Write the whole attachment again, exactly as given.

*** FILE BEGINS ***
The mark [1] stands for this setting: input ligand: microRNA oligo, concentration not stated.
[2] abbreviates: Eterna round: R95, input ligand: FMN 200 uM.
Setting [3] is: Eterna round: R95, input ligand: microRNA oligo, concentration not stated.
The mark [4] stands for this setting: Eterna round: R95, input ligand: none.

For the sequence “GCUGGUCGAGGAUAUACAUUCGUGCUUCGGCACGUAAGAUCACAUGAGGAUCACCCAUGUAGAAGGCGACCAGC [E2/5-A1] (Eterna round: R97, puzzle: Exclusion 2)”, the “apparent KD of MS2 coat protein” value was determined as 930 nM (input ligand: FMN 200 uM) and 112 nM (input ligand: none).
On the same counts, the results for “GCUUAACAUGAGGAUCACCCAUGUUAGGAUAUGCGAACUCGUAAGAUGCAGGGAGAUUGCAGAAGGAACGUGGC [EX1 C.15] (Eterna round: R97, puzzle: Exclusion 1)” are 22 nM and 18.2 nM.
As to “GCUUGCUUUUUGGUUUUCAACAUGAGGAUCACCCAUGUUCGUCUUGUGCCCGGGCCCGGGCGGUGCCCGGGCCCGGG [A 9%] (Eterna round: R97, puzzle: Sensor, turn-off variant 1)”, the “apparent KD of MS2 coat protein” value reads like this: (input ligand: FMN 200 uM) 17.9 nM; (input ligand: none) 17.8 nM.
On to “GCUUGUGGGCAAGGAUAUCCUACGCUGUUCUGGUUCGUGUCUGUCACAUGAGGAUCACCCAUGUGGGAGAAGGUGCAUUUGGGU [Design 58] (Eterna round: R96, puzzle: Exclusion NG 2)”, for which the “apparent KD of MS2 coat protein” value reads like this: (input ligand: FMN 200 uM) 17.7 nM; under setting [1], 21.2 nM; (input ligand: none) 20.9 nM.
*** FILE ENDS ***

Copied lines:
The mark [1] stands for this setting: input ligand: microRNA oligo, concentration not stated.
[2] abbreviates: Eterna round: R95, input ligand: FMN 200 uM.
Setting [3] is: Eterna round: R95, input ligand: microRNA oligo, concentration not stated.
The mark [4] stands for this setting: Eterna round: R95, input ligand: none.

For the sequence “GCUGGUCGAGGAUAUACAUUCGUGCUUCGGCACGUAAGAUCACAUGAGGAUCACCCAUGUAGAAGGCGACCAGC [E2/5-A1] (Eterna round: R97, puzzle: Exclusion 2)”, the “apparent KD of MS2 coat protein” value was determined as 930 nM (input ligand: FMN 200 uM) and 112 nM (input ligand: none).
On the same counts, the results for “GCUUAACAUGAGGAUCACCCAUGUUAGGAUAUGCGAACUCGUAAGAUGCAGGGAGAUUGCAGAAGGAACGUGGC [EX1 C.15] (Eterna round: R97, puzzle: Exclusion 1)” are 22 nM and 18.2 nM.
As to “GCUUGCUUUUUGGUUUUCAACAUGAGGAUCACCCAUGUUCGUCUUGUGCCCGGGCCCGGGCGGUGCCCGGGCCCGGG [A 9%] (Eterna round: R97, puzzle: Sensor, turn-off variant 1)”, the “apparent KD of MS2 coat protein” value reads like this: (input ligand: FMN 200 uM) 17.9 nM; (input ligand: none) 17.8 nM.
On to “GCUUGUGGGCAAGGAUAUCCUACGCUGUUCUGGUUCGUGUCUGUCACAUGAGGAUCACCCAUGUGGGAGAAGGUGCAUUUGGGU [Design 58] (Eterna round: R96, puzzle: Exclusion NG 2)”, for which the “apparent KD of MS2 coat protein” value reads like this: (input ligand: FMN 200 uM) 17.7 nM; under setting [1], 21.2 nM; (input ligand: none) 20.9 nM.